” ‘Raising Cain’ doesn’t belong in ‘Straight to Video Classics.’ ‘Raising Cain’ was in theaters; it’s not staying true to VHS!” These are some of the responses I got when people heard I was going to feature “Raising Cain” in this section.

I have only one thing to say those people: Don’t hate. “Straight to Video” is more a movement than an actual rule. And “Raising Cain” embodies everything that a “Straight to Video Classic” should. Silly plot? Yes. Quirky acting? Yes. Poor directorial vision? Yes. Classic movie? Yes. Wait, let me think about it … YES!

“Raising Cain” is directed by Brian De Palma, by far the most famous director to grace this column. But don’t ever confuse the fact that the strong point of any “Classic” is its lead actor, and “Raising Cain’s” man is none other than John Lithgow. That’s right, THE John Lithgow.

Lithgow plays Carter Nix, a child psychologist, wonderful father and loving husband. His dad (also played by Lithgow) has been in town, and Carter is stressed out. He needs kids to volunteer for his father’s evil child experiments, and he is ready to do what it takes to get them. The only problem is that Carter is a wimp. That’s where Carter’s “cool” twin brother comes in – Cain Nix (played by Lithgow, once again). This guy is much more street smart than Carter, as evidenced by his sunglasses. Cain backs up his shades too. Carter’s female friend doesn’t want to send her kid to be a guinea pig? Cain throws her ass in the trunk and takes the baby. After that little job he rolls to Carter’s pad, where Carter’s wife Jenny is watching TV in a sweater and panties. Cain starts groping his clueless sister-in-law’s chest before he gets interrupted and has to leave. That’s what Cain is all about.

Everything is going smoothly until Carter sees Jenny getting poked in the woods by her ex-fling Jack. Carter doesn’t know what to do, so Cain offers to handle the situation. Cain hangs out and watches a little, then decides to kill a local babysitter and steal the kid she’s watching. But he hasn’t forgotten about that slut Jenny. He waits for her to get home, pretends to be Carter again, and suffocates her with a pillow. The only thing left to do is to take Carter’s daughter to their father. Eventually the cops catch up with Cain and Carter, but that’s no big deal. The Nixes have a little saying: “Hickory dickory dock, Cain has picked his lock!” No jail cell can hold Cain. What’s left is a wacky, over-dramatic climax that you need to see for yourself.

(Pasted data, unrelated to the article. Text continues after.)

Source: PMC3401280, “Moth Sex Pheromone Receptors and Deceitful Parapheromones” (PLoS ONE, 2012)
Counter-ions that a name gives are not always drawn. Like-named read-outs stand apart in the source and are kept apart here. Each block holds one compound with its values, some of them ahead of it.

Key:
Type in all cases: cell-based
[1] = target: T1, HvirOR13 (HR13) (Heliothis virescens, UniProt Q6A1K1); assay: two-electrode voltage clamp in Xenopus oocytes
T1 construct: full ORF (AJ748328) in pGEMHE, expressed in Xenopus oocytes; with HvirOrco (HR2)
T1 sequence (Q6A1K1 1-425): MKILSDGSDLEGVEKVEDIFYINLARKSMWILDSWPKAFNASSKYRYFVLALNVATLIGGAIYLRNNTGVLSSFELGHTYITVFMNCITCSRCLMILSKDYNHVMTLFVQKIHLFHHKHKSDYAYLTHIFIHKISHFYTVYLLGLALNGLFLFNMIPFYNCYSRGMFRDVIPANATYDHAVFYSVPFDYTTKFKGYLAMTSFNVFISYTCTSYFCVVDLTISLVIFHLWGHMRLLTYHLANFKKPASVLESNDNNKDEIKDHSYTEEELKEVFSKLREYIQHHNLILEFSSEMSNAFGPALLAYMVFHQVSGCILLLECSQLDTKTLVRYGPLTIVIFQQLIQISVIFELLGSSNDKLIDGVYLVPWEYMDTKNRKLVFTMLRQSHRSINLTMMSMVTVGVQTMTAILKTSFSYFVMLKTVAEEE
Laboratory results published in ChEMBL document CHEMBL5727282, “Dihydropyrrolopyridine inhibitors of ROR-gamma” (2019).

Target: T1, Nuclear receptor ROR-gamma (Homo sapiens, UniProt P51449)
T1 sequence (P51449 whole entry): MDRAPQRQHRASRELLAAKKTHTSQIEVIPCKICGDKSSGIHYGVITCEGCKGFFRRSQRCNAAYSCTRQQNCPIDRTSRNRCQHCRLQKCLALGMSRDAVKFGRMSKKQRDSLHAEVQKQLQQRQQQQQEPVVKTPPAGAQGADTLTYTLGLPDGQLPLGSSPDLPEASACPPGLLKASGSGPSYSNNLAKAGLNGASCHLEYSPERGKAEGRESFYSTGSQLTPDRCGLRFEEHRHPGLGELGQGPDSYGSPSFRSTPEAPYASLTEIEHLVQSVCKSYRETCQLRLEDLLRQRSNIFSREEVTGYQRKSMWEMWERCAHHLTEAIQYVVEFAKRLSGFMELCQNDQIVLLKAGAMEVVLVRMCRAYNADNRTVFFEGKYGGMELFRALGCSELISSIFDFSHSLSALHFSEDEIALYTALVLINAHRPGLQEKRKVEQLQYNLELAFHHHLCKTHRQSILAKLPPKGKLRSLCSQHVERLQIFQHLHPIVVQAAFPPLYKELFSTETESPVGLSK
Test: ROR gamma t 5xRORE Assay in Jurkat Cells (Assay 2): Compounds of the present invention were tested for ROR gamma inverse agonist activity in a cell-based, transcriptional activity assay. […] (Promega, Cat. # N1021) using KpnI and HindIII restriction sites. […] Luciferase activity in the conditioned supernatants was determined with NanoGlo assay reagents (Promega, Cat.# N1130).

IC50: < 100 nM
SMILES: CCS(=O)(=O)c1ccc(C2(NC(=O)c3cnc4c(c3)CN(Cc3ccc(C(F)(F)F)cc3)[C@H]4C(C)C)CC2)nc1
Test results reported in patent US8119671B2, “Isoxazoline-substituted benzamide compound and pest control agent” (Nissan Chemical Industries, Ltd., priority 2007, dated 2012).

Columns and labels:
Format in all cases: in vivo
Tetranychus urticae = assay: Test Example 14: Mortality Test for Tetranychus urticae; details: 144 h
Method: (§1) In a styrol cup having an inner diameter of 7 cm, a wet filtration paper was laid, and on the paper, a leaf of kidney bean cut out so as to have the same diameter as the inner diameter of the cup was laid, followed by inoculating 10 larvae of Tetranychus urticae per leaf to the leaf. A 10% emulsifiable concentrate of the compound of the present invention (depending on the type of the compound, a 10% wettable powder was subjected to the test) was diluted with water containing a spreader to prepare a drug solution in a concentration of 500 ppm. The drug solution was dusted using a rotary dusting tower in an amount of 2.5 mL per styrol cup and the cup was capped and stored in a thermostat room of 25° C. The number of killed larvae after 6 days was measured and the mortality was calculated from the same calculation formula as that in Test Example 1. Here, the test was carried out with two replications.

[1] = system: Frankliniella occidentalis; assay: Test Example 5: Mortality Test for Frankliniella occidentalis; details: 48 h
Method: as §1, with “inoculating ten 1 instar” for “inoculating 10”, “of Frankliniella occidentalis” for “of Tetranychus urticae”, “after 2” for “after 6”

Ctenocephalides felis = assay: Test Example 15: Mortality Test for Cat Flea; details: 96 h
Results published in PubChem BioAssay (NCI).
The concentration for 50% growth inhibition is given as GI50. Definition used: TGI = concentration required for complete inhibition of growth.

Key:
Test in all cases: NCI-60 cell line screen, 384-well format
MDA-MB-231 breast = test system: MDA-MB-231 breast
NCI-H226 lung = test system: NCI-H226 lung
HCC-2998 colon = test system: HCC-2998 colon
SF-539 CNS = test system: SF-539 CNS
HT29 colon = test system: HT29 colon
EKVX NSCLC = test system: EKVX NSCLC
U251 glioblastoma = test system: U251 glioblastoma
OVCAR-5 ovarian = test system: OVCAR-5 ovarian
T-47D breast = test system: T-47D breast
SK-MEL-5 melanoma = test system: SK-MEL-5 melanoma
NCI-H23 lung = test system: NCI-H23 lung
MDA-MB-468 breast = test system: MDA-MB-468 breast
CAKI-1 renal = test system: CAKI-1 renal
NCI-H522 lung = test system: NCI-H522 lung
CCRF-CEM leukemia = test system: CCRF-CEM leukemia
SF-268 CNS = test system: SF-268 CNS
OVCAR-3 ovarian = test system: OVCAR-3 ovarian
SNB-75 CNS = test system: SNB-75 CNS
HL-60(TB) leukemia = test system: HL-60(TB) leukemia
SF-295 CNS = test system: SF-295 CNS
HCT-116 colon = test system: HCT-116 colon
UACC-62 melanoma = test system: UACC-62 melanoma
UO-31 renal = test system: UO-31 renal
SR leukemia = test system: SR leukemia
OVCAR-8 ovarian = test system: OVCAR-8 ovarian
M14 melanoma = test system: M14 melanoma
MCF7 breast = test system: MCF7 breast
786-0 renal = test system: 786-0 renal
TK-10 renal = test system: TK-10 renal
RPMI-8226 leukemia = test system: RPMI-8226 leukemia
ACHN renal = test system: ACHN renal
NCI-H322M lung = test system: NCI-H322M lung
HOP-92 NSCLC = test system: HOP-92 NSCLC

“Raising Cain” is really just a Lithgow highlight reel. The man stretches the boundaries of thespianism. He plays all these different characters flawlessly: Carter always looks nervous because he is the “wimpy” brother; Cain always looks cool because he “wears sunglasses.” The bottom line is that Lithgow has the art of acting totally figured out.

So to all you purists out there: Stop frontin’. “Raising Cain” is no sell-out. It is a “Straight to Video” film that just happened to get play in the theaters. Someday, when the rest of the world catches up with us, theaters will only play “Straight to Video Classics.” So let’s recognize “Raising Cain” for what it is: a daring innovation.